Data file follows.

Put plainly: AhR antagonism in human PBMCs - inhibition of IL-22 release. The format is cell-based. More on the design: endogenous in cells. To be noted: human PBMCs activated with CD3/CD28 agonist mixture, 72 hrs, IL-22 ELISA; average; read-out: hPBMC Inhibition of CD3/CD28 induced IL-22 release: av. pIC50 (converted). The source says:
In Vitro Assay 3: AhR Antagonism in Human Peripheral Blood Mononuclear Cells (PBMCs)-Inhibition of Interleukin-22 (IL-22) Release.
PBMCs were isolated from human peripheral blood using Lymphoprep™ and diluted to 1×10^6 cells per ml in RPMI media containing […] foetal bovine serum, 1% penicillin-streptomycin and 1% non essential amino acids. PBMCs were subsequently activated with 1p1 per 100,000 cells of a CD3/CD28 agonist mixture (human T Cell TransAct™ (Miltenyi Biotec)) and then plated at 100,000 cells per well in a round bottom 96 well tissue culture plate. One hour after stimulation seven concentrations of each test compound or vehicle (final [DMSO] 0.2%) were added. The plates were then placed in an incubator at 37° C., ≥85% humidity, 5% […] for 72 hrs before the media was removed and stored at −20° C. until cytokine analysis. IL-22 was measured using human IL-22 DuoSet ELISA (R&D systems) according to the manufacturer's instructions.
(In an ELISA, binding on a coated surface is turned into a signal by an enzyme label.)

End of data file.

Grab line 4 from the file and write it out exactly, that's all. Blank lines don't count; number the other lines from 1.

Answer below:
(In an ELISA, binding on a coated surface is turned into a signal by an enzyme label.)